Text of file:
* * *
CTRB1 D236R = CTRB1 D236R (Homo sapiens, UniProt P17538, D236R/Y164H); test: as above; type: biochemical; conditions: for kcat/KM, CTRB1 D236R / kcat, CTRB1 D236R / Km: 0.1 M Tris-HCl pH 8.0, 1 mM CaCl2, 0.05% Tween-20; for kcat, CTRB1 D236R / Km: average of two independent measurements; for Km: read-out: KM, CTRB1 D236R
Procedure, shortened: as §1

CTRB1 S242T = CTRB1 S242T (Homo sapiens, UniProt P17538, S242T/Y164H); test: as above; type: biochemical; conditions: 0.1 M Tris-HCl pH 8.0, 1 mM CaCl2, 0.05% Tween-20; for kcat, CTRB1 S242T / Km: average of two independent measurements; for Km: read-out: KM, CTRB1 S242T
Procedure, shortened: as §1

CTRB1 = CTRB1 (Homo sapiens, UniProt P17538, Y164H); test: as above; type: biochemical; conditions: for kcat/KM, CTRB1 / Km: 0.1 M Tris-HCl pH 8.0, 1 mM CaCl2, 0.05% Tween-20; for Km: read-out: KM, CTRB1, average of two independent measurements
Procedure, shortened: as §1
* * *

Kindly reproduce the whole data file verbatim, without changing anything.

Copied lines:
CTRB1 D236R = CTRB1 D236R (Homo sapiens, UniProt P17538, D236R/Y164H); test: as above; type: biochemical; conditions: for kcat/KM, CTRB1 D236R / kcat, CTRB1 D236R / Km: 0.1 M Tris-HCl pH 8.0, 1 mM CaCl2, 0.05% Tween-20; for kcat, CTRB1 D236R / Km: average of two independent measurements; for Km: read-out: KM, CTRB1 D236R
Procedure, shortened: as §1

CTRB1 S242T = CTRB1 S242T (Homo sapiens, UniProt P17538, S242T/Y164H); test: as above; type: biochemical; conditions: 0.1 M Tris-HCl pH 8.0, 1 mM CaCl2, 0.05% Tween-20; for kcat, CTRB1 S242T / Km: average of two independent measurements; for Km: read-out: KM, CTRB1 S242T
Procedure, shortened: as §1

CTRB1 = CTRB1 (Homo sapiens, UniProt P17538, Y164H); test: as above; type: biochemical; conditions: for kcat/KM, CTRB1 / Km: 0.1 M Tris-HCl pH 8.0, 1 mM CaCl2, 0.05% Tween-20; for Km: read-out: KM, CTRB1, average of two independent measurements
Procedure, shortened: as §1